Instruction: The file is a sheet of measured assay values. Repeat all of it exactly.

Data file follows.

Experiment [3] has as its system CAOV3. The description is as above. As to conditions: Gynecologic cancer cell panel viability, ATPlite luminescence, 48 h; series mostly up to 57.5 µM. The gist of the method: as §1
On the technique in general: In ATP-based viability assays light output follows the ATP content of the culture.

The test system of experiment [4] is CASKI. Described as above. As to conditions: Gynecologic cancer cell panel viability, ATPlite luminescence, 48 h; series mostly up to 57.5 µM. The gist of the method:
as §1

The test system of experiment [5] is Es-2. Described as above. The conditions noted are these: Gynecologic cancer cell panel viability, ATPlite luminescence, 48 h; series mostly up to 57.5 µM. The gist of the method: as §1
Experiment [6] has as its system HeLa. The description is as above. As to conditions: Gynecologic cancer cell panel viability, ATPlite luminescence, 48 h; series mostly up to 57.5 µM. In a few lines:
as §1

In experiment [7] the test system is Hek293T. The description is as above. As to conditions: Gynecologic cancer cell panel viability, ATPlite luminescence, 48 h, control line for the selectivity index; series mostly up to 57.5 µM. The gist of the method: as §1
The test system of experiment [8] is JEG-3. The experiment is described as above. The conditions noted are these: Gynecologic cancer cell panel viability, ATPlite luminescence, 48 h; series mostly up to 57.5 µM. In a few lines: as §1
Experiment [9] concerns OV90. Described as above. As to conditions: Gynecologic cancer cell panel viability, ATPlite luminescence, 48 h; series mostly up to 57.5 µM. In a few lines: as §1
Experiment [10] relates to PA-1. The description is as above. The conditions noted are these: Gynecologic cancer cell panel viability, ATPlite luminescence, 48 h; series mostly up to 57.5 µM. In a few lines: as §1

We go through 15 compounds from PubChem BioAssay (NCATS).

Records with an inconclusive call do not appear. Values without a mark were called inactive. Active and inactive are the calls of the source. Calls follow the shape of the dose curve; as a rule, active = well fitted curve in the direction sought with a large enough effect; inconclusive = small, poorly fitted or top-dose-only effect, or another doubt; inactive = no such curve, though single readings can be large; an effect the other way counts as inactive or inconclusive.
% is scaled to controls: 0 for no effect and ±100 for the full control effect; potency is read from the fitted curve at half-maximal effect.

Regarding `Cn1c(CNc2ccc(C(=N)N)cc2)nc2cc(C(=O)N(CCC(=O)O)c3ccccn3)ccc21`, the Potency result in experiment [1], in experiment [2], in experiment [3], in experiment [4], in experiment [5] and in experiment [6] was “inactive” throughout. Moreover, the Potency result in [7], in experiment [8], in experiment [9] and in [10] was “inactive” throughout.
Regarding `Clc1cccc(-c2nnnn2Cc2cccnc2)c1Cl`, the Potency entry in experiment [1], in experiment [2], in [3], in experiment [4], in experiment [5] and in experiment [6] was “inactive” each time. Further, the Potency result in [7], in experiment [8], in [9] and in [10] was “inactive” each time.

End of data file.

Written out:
Experiment [3] has as its system CAOV3. The description is as above. As to conditions: Gynecologic cancer cell panel viability, ATPlite luminescence, 48 h; series mostly up to 57.5 µM. The gist of the method: as §1
On the technique in general: In ATP-based viability assays light output follows the ATP content of the culture.

The test system of experiment [4] is CASKI. Described as above. As to conditions: Gynecologic cancer cell panel viability, ATPlite luminescence, 48 h; series mostly up to 57.5 µM. The gist of the method:
as §1

The test system of experiment [5] is Es-2. Described as above. The conditions noted are these: Gynecologic cancer cell panel viability, ATPlite luminescence, 48 h; series mostly up to 57.5 µM. The gist of the method: as §1
Experiment [6] has as its system HeLa. The description is as above. As to conditions: Gynecologic cancer cell panel viability, ATPlite luminescence, 48 h; series mostly up to 57.5 µM. In a few lines:
as §1

In experiment [7] the test system is Hek293T. The description is as above. As to conditions: Gynecologic cancer cell panel viability, ATPlite luminescence, 48 h, control line for the selectivity index; series mostly up to 57.5 µM. The gist of the method: as §1
The test system of experiment [8] is JEG-3. The experiment is described as above. The conditions noted are these: Gynecologic cancer cell panel viability, ATPlite luminescence, 48 h; series mostly up to 57.5 µM. In a few lines: as §1
Experiment [9] concerns OV90. Described as above. As to conditions: Gynecologic cancer cell panel viability, ATPlite luminescence, 48 h; series mostly up to 57.5 µM. In a few lines: as §1
Experiment [10] relates to PA-1. The description is as above. The conditions noted are these: Gynecologic cancer cell panel viability, ATPlite luminescence, 48 h; series mostly up to 57.5 µM. In a few lines: as §1

We go through 15 compounds from PubChem BioAssay (NCATS).

Records with an inconclusive call do not appear. Values without a mark were called inactive. Active and inactive are the calls of the source. Calls follow the shape of the dose curve; as a rule, active = well fitted curve in the direction sought with a large enough effect; inconclusive = small, poorly fitted or top-dose-only effect, or another doubt; inactive = no such curve, though single readings can be large; an effect the other way counts as inactive or inconclusive.
% is scaled to controls: 0 for no effect and ±100 for the full control effect; potency is read from the fitted curve at half-maximal effect.

Regarding `Cn1c(CNc2ccc(C(=N)N)cc2)nc2cc(C(=O)N(CCC(=O)O)c3ccccn3)ccc21`, the Potency result in experiment [1], in experiment [2], in experiment [3], in experiment [4], in experiment [5] and in experiment [6] was “inactive” throughout. Moreover, the Potency result in [7], in experiment [8], in experiment [9] and in [10] was “inactive” throughout.
Regarding `Clc1cccc(-c2nnnn2Cc2cccnc2)c1Cl`, the Potency entry in experiment [1], in experiment [2], in [3], in experiment [4], in experiment [5] and in experiment [6] was “inactive” each time. Further, the Potency result in [7], in experiment [8], in [9] and in [10] was “inactive” each time.